Imperial College London


Faculty of MedicineNational Heart & Lung Institute

Research Associate



+44 (0)20 7594 7974michael.cox1 Website




413Guy Scadding BuildingRoyal Brompton Campus





I am a Microbial Ecologist in the Genomic Medicine Section of the National Heart and Lung Institute. 

Currently, I am using high throughput sequencing and bacterial culture techniques in order to identify changes in microbial assemblages in the respiratory tract in a wide range of diseases.  These include chronic diseases such as cystic fibrosis, non-cystic fibrosis bronchiectasis, and asthma, as well as acute infections such as acquired pneumonias, cases of H1N1 pandemic flu and other viral infections.  

Originally I trained as a marine microbial ecologist at the University of Warwick and Plymouth Marine Laboratory and at the University of Liverpool, switching focus to respiratory tract microbial ecology with a Visiting Fellowship at the University of California San Francisco in 2008.  

My interests lie in the interactions of the human microbiome with itself and the human host, the phylogeny and function of microbial communities, and in translational applications of microbial ecology in states of health and disease.  Selection pressures are strong in the respiratory tract, particularly given the unique group of organisms associated with each respiratory disease and identifying these pressures will lead to greater understanding of disease pathogenesis and potential therapies. 

Methodologies and introducing and improving techniques in human microbiome research has been an important part of my research. Through collaboration with the Wellcome Trust Sanger Institute and the University of Birmingham we identified contamination in DNA extraction kits as being a significant and ongoing methodological problem in all microbiome studies.

I have been active in public engagement contributing to everything from installation art pieces at the Imperial Festival, to radio programs for children's digital radio. Most recently with The Curious Act and The Royal Brompton Hospital I have been planning and delivering Exhale & Exchange, a series of events that involve patients, clinicians, researchers and the public in exploring breath and breathing. These are based at the Wellcome Reading Room as part of their Open Platform series and we are using them to pilot the use of different media in public engagement.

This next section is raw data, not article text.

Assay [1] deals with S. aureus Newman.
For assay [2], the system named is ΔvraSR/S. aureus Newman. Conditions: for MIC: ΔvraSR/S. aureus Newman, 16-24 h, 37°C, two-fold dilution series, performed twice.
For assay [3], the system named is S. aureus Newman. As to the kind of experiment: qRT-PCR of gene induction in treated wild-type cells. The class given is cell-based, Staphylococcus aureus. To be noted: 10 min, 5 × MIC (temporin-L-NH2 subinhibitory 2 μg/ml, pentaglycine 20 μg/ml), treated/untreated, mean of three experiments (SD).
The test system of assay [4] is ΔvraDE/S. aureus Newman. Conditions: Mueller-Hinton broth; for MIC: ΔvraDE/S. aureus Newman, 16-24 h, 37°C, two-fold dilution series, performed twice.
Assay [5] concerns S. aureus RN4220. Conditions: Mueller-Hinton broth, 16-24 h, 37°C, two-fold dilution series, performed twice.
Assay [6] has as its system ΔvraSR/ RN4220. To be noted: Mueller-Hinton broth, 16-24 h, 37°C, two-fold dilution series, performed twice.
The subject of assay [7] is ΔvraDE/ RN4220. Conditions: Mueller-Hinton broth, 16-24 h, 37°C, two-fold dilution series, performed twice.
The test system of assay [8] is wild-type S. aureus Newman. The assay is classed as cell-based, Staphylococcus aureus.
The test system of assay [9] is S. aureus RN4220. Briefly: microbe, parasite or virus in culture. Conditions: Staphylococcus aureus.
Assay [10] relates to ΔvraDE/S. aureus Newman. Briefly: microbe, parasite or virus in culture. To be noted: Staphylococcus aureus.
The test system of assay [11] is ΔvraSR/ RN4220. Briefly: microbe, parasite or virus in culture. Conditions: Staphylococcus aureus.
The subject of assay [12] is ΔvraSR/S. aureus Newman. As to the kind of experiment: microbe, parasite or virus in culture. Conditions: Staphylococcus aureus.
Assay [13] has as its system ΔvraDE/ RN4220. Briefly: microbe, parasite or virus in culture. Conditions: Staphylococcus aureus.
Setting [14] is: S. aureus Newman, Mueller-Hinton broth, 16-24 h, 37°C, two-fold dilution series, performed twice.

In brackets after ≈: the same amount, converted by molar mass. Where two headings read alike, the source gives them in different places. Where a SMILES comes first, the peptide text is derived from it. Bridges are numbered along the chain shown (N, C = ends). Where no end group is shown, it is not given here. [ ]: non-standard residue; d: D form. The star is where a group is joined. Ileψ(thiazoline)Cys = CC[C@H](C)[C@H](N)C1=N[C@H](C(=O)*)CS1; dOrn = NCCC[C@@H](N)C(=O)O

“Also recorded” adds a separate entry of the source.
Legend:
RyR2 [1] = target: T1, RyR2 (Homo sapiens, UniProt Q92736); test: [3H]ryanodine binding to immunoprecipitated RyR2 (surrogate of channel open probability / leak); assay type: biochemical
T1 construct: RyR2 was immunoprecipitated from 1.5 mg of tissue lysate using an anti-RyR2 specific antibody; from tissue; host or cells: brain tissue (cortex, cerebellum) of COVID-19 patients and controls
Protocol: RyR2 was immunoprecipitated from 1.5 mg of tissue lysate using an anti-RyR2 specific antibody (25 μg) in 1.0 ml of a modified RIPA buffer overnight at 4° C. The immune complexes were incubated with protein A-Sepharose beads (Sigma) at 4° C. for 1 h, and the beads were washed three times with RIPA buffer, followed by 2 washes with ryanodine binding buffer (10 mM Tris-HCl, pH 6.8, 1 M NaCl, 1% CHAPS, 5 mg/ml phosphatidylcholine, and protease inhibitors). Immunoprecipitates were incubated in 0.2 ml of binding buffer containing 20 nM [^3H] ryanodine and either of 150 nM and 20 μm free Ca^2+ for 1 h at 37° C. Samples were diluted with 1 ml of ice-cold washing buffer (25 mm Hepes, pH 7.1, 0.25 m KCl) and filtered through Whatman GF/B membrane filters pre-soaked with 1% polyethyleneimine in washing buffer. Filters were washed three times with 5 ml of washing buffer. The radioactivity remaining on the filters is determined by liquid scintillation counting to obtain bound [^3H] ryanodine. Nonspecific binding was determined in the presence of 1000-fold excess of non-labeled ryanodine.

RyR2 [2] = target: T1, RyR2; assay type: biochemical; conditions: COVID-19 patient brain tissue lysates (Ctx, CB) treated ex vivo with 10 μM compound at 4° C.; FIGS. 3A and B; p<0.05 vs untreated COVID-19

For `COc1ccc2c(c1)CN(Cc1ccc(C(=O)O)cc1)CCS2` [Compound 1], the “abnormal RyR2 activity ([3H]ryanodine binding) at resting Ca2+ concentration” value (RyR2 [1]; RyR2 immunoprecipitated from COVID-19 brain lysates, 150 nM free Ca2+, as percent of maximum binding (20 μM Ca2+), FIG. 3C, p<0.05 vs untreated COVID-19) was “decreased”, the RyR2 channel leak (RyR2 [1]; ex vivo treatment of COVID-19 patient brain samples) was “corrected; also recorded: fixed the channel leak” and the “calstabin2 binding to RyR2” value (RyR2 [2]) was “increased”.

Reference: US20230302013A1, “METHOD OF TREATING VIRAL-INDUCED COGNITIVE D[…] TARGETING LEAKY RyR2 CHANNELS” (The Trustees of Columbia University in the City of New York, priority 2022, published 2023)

I am an editor at FEMS Microbiology Letters, handling microbiome related submissions and have reviewed manuscripts for a wide range of journals and grants for the Wellcome Trust, Royal Society, MRC, South African MRC and Danish Council for Independent Research. I am currently working on a monograph on the Lung Microbiome for the European Respiratory Society and on the Host-associated Microbiome for the British Ecological Society. I am a member of the Society for Applied Microbiology and the Microbiology Society.  

Equality and Diversity in science is of particular interest to me, and I am a member of the Athena Swan Self-Assessment Team for the department, contributing to our most recent submission. I have also contributed talks to events by Pride in STEM.  

Teaching mostly at the MSc level, I contribute to the MSc courses in Genomic Medicine; Genes, Drugs and Stem Cells; Immunology; MRes Respiratory and Cardiovascular Stream, and in Cancer Biology. I lecture on the microbiome, public engagement and bioinformatics. I have designed and run courses on bioinformatic analysis of human microbiome data using R and Linux.  

My Google Scholar page is available here, ORCID here and I am active on Twitter and can be contacted here



Ahmed B, Cox MJ, Cuthbertson L, 2019, Growing up with your airway microbiota: a risky business, Thorax, Vol:74, ISSN:0040-6376, Pages:525-526

Ahmed B, Cox M, Cuthbertson L, et al., 2019, Longitudinal development of the airway microbiota in infants with cystic fibrosis, Scientific Reports, Vol:9, ISSN:2045-2322

Dunning J, Blankley S, Hoang LT, et al., 2019, Author Correction: Progression of whole-blood transcriptional signatures from interferon-induced to neutrophil-associated patterns in severe influenza., Nature Immunology, Vol:20, ISSN:1529-2908, Pages:373-373

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